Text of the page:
Human Rights Watch condemns China’s forced collection of DNA throughout Tibet


The Chinese government has stooped to the lowest level possible when it comes to the repression of the Tibetan people but this forced DNA sample collection without consent to strengthen their own surveillance capabilities proves that they can go even lower if needed.

The Chinese authorities have apparently been collecting DNA samples of Tibetan people, children and adults across the region without taking their consent as per a new report published by Human Rights Watch.

Their report also contained evidence of the mass DNA database collection that took place under the guise of a “crime detection” drive in the area, reported The Geneva Daily.

China has always considered the complete sinicization of Tibet as its ultimate goal since its illegal occupation in the 1950s. They have oppressed the people of Tibet for more than six decades and continue to do so.

Tibetans in Tibet have no access to fundamental human rights, are always under the strict surveillance of the Communist party that is strengthened ever so often and are punished or imprisoned severely if they don’t comply with the unfavourable Chinese policies and agendas, reported The Geneva Daily.

Human Genetics, a science journal took down a research paper that used DNA sample collections and it was fairly obvious how there was no consent taken from the victimized parties during the entire research process.

A UN Special Rapporteur commented on how the right to privacy notes that the DNA databases are subject to “potential misuse for government surveillance, including identification of relatives and non-paternity, and the risk of miscarriages of justice.”The report by Human Rights Watch also had information about their findings in Nyemo county where the Chinese authorities collected DNA from children at three kindergartens, this became a controversial drive since there was no information on whether the parents were informed or if their consent was granted in such a delicate case, reported The Geneva Daily.

The report also suggests how it does not make sense at all to take DNA samples from kids under the claims of it is for the purpose to detect crime.

It further stated, “DNA information is highly sensitive and can facilitate a wide array of abuses if collected or shared non-consensually.”Another report was published on September 13th, 2022 where Citizen Lab found out that China’s police may have gathered between about 920,000 to 1.2 million DNA samples in the Tibet Autonomous Region over the past six years.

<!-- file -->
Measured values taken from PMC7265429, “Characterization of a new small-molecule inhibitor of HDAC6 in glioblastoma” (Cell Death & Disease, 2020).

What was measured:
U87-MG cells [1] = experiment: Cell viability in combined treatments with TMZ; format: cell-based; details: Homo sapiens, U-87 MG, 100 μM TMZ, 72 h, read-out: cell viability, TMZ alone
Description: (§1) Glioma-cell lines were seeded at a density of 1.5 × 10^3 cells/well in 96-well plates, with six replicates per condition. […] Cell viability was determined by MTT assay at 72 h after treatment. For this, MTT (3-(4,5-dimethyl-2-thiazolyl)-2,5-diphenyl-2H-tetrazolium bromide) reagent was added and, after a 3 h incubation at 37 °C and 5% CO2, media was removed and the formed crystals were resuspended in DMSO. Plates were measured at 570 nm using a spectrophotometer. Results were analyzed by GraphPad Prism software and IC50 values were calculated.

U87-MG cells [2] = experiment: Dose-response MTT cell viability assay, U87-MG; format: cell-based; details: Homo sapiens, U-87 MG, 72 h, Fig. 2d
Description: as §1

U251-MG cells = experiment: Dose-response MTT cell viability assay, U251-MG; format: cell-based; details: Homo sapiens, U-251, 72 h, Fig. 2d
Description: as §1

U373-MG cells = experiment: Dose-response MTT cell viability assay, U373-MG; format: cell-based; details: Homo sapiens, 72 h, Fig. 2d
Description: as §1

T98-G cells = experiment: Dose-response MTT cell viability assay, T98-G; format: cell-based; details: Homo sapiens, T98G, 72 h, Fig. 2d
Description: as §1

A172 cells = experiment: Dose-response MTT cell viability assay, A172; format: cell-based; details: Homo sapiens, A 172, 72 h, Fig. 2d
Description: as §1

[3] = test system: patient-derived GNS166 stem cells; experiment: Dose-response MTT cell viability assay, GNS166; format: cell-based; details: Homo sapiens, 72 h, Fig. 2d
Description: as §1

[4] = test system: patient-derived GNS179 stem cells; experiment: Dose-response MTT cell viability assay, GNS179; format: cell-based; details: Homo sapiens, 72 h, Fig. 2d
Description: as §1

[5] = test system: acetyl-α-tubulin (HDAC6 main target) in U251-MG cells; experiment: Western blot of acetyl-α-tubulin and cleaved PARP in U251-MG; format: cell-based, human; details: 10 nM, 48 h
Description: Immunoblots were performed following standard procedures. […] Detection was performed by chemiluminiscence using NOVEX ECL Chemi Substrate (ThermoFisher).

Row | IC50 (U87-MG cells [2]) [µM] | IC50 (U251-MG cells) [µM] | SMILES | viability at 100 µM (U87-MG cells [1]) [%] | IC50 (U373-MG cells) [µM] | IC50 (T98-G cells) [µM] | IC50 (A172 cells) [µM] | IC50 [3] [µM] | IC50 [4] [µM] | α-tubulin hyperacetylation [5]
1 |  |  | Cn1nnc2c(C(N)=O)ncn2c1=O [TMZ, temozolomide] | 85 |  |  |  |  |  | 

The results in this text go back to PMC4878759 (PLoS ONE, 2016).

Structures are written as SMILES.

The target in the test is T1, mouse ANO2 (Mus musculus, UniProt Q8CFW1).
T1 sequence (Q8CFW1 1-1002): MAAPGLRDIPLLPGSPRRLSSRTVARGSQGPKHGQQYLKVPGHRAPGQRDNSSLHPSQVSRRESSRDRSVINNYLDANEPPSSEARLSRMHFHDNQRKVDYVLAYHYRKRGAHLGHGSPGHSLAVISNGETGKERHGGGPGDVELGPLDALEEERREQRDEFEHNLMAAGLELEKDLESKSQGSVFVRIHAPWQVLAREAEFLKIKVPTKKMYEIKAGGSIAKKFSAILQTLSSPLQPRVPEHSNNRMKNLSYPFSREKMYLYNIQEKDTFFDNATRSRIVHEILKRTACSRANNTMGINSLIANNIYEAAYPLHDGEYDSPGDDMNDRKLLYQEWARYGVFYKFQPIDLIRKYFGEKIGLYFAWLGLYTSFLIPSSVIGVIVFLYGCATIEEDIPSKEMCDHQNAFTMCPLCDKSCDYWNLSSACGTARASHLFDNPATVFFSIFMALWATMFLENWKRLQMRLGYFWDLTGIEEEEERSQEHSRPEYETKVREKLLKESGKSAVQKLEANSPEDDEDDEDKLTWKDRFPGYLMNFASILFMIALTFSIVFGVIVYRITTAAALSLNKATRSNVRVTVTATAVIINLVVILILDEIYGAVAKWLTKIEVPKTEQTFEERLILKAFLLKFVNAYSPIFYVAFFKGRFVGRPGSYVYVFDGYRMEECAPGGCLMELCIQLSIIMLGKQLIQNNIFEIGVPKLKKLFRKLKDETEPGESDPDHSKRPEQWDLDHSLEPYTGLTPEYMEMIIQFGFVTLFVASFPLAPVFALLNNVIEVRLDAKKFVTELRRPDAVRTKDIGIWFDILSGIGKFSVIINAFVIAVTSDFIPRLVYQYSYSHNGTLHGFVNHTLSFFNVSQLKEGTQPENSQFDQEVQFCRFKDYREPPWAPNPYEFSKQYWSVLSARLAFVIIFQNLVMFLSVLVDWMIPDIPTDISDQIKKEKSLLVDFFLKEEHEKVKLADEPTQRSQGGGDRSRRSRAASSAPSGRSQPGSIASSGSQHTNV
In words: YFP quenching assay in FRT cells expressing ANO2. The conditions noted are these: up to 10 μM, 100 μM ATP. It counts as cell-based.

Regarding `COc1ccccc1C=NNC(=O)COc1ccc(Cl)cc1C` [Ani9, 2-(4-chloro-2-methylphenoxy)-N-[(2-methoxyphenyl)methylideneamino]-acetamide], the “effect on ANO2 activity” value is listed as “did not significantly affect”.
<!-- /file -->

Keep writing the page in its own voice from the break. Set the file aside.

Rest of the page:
This figure sums up one-quarter to one-third of the total population of the Tibetan Autonomous Region. Human Rights Watch has also stated clearly in their reports how the Chinese authorities are leading a systematic collection of the DNA of the residents of the Tibetan Autonomous Region by taking blood from children as young as 5 without any say or consent from their parents, reported The Geneva Daily.

The International Campaign for Tibet stated that China’s mass DNA collection of Tibetans is outrageous but it does not come as a surprise since China, since the illegal occupation has used Tibet as a laboratory for their coercive methods of social control, including the constant mass surveillance, the forced entry of the Chinese troops into Buddhist monasteries and religious institutions and the constant effort put into making Tibetans spy on their neighbours by using them as baits.

Moreover, China has not been open to any dialogue or negotiation with the Tibetan Government in Exile since 2010. The United States government has expressed their stand about how they think that the abuse will end if there is a peaceful negotiation between the two nations. The Promoting a Resolution to the Tibet-China Conflict Act by the US will supposedly pressure China to come to the negotiating table, reported The Geneva Daily.

Uzra Zeya, the US Special Coordinator for Tibetan Issues tweeted, “Deeply disturbed by recent reports documenting involuntary, mass DNA collection throughout Tibet, including from children as young as 5 years old. We call on the PRC to stop these repressive policies and respect the fundamental freedoms of Tibetans.”